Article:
Last weekend (including Friday) we were part of something new and groundbreaking: the <head> conference was the first fully interactive conference held on the internet with 73 speakers in numerous countries, each of which didn't have to leave their homes to talk to the attendees. The following is a screenshot of the conference organizers inside Adobe Connect (the technology the largest part of the conference relied on):
This was possible because of two factors: dedication by the organizers (especially the father of the conference Aral Balkan) and not being afraid to push technologies to its boundaries.
The amount of technical effort and bleeding edge technology was impressive: the web site consuming the streaming data and allowing the audience to chat with the presenter was written in Python and fully hosted on Google App Engine. There was a pre-party in Second Life and a song performed on stage and broadcast into Second Life.
The London hub
As conferences are much more than just listening to amazing speakers, the Yahoo Developer Network also sponsored a hub in London that allowed people to meet in real life and witness the start of the conference.
The location was reflecting the magic of what was happening here - the magic circle is a members-only club in the centre of London that showcases all of the great magicians coming from or performing here. The stage with the speakers was a real old-school stage with red velvet curtains and an aura of mystique went through the whole building. Think of the sets in the movie The Prestige and you get a good idea. Luckily we did not set off any trapdoors by accident and lost speakers but on the other hand we didn't have Scarlett Johansson either.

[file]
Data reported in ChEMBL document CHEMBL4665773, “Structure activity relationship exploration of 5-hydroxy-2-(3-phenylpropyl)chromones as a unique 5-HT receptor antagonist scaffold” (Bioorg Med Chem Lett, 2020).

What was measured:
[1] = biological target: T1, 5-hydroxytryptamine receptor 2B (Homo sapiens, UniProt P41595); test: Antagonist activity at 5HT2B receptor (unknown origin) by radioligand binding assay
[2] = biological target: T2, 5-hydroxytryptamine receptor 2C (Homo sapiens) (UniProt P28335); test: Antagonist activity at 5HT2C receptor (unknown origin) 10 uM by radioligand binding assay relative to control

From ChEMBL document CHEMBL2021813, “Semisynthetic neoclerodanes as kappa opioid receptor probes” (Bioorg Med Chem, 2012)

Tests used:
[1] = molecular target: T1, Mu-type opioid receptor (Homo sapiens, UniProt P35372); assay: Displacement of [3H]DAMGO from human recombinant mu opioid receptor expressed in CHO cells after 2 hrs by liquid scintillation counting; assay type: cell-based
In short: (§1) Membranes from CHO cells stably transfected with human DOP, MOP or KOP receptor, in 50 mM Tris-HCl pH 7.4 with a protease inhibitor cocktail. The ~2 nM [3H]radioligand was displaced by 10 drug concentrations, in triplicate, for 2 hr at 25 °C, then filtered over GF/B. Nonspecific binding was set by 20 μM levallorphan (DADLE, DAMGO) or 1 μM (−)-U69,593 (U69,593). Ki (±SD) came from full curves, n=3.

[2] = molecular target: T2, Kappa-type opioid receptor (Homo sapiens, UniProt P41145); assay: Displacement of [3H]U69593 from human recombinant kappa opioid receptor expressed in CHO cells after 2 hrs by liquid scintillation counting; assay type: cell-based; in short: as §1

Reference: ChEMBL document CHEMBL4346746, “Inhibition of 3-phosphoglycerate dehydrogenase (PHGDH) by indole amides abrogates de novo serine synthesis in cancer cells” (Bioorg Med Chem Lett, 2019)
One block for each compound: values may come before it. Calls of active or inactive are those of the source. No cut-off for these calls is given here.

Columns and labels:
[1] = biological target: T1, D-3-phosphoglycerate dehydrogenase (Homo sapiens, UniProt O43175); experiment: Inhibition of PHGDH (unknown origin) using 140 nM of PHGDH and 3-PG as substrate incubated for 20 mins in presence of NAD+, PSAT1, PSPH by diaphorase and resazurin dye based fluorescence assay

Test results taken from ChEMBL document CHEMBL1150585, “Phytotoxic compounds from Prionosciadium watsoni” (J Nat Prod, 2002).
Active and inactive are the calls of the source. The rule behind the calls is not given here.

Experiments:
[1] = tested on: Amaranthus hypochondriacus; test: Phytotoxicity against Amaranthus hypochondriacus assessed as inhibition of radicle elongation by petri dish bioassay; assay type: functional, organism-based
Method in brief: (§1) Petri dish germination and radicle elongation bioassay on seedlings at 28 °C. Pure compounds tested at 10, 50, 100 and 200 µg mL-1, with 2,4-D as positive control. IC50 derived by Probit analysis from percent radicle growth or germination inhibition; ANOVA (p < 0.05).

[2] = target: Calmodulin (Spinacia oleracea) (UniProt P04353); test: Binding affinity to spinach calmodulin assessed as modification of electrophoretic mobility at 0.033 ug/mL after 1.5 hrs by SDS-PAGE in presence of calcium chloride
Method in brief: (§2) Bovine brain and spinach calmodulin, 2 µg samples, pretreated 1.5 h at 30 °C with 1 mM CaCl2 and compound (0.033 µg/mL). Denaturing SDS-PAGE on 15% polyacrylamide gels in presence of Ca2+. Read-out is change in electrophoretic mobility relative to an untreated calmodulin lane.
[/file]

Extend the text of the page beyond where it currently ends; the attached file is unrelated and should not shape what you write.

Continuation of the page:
The overall line-up of speakers at the conference was impressive and the London hub had a wide variety of talks ranging from accessibility over working more efficiently via saving the world by monitoring our energy identity up to using cloud computing in a safe manner via open standards.
The highlight of the hub was Tim O'Reilly chatting with a very star-struck Aral Balkan about what the future might bring and where O'Reilly is heading with it.
Apart from several minor technical glitches that can be remedied the conference went remarkingly well. I was not too sure when Aral approached me a year ago that talking to my computer would make for a good presentation format but it seems that my talk went down well and it was easy to answer questions of the audience asked in an online chat. I would have liked more video conferencing going on but I am sure we already pushed the system to the limit with three parallel conference rooms.
I am looking forward to next year and where this can go. From a "green" perspective and in terms of saving money (no travel cost) the conference style is a real winner in these days of cost cutting.
Hats off to Aral and team for making this happen! We'll keep you updated when the videos of the conference are availlable and you can find the slides by following the tag "head2008" online.
Yahoo Developer Network.